## 3. Further assumptions and simplificationsAs said in the introduction, we have used ZAMS model stars and have not followed their evolution because our objective has been to calculate stars' approaching the steady-state rotation which was found to happen rather quickly compared to the MS life-times. Two ZAMS models of and for the initial hydrogen and heavy element relative mass abundances , have been prepared. The stellar evolution code we used for this is an updated version of the same one already used by Denissenkov & Weiss (1996). The modifications, which include the employment of the latest OPAL opacity (Rogers & Iglesias 1992; Iglesias & Rogers 1996) and equation of state (Rogers et al. 1992) tables, have been described in Schlattl et al. (1997). With these models all necessary stellar structure parameters entering Eqs. (1 -8) and independent of the rotation state were calculated once and considered to be fixed furtheron. We did not modify the equation of hydrostatic equilibrium to take into account effects of rotation on the stars' structure because according to Meynet & Maeder (1997) these are very small. Assuming that convection penetrates up to a level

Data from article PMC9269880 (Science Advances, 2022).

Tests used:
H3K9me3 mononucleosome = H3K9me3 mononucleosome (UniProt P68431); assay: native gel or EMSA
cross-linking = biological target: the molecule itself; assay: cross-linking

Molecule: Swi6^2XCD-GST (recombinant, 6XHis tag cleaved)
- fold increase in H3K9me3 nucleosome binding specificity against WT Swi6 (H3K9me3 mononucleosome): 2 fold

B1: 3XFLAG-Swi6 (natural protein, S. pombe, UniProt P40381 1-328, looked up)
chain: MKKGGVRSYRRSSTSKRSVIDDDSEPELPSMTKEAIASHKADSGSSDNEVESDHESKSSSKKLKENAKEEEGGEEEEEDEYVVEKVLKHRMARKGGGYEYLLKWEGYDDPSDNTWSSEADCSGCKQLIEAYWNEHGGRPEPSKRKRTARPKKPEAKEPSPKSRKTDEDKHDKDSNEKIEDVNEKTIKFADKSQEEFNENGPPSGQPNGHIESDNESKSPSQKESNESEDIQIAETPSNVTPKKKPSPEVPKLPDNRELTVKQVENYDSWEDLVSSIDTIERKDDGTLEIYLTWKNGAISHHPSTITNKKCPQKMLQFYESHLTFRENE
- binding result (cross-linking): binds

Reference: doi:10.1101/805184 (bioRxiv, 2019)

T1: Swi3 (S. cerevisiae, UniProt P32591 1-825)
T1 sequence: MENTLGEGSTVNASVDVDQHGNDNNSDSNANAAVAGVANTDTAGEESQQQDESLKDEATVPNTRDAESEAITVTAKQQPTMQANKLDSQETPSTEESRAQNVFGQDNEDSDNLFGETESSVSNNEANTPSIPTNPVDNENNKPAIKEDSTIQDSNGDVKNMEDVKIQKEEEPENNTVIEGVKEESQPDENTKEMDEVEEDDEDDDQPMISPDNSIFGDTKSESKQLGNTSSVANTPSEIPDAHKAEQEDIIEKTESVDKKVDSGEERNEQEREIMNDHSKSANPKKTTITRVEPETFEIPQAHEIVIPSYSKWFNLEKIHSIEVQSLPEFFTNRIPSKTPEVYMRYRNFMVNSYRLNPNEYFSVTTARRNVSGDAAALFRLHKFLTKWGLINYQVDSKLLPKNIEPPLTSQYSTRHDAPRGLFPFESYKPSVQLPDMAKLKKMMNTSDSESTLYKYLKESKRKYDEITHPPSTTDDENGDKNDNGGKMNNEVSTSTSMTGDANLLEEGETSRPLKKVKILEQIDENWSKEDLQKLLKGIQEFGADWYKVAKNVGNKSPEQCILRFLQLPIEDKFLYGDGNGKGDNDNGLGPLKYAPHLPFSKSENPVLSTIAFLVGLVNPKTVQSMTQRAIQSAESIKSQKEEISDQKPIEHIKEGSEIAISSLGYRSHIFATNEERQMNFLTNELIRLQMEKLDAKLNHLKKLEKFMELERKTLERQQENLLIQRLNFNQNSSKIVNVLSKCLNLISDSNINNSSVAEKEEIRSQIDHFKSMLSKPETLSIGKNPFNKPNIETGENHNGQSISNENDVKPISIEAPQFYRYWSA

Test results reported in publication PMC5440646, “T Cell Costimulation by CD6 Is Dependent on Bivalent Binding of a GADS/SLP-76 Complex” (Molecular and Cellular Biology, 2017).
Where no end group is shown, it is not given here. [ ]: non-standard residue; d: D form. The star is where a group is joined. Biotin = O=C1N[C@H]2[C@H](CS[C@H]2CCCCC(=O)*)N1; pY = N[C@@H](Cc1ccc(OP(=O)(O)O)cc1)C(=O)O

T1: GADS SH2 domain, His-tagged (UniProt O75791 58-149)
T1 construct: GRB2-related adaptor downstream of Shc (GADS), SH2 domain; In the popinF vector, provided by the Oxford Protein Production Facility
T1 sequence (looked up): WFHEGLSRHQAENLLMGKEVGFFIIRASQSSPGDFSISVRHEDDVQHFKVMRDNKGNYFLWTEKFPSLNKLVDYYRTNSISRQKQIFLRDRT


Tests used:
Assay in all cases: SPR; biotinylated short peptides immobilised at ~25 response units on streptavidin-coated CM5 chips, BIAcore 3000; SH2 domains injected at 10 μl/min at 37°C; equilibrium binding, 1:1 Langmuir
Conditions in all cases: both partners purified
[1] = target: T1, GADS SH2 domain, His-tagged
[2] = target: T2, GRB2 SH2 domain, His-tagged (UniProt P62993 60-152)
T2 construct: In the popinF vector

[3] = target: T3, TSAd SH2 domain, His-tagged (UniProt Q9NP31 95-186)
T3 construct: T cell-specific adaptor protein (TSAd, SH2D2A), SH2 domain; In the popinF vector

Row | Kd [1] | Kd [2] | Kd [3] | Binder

into the radiative envelope we have applied the
inner boundary conditions for Eq. (4 ) at a radius
, a little above the convective core border
, which allowed us to avoid a singularity when
calculating Relation (10 ) results from the following assumptions: ( The outer boundary conditions applied near the stellar surface were These are direct consequences from the above assumption ( As the initial condition the uniform rotation law was used, where a value of the quantity consistent with other assumptions was calculated as explained below. First, for a specified value of the surface angular velocity an asymptotic solution of Eq. (4) was found by solving the stationary equation which is deduced from (4 ) by assuming that the partial derivative
with respect to time equals zero (cf. Zahn 1992; Urpin et al. 1996;
Talon et al. 1997). The boundary problem for the third order
To simplify calculations we have assumed that the radiative
diffusivity The above two simplifications allow us to put and and instead of (5 ) to make use of the approximate formula Solutions of the full nonstationary problem (Eqs. (1-4 ), (6), (8 -11) and (13 )) were obtained by a Newton relaxation method. Before coming to a discussion of results of the calculations we are
going to write down consistency criteria ensuring that Zahn's scheme
does work. These must be checked where is the ordinary (i.e. molecular plus radiative) viscosity and the critical Reynolds number. If condition (14) is not fulfilled then turbulent motions responsible for the turbulent diffusion transport will dissipate through viscous friction. must be fulfilled to justify that effects of heat transfer by turbulence are ignored. is our simplifying assumption which together with the assumption of
a zero This is Zahn's basic assumption which makes it possible to formulate the whole problem as one-dimensional. © European Southern Observatory (ESO) 1999 Online publication: November 26, 1998 |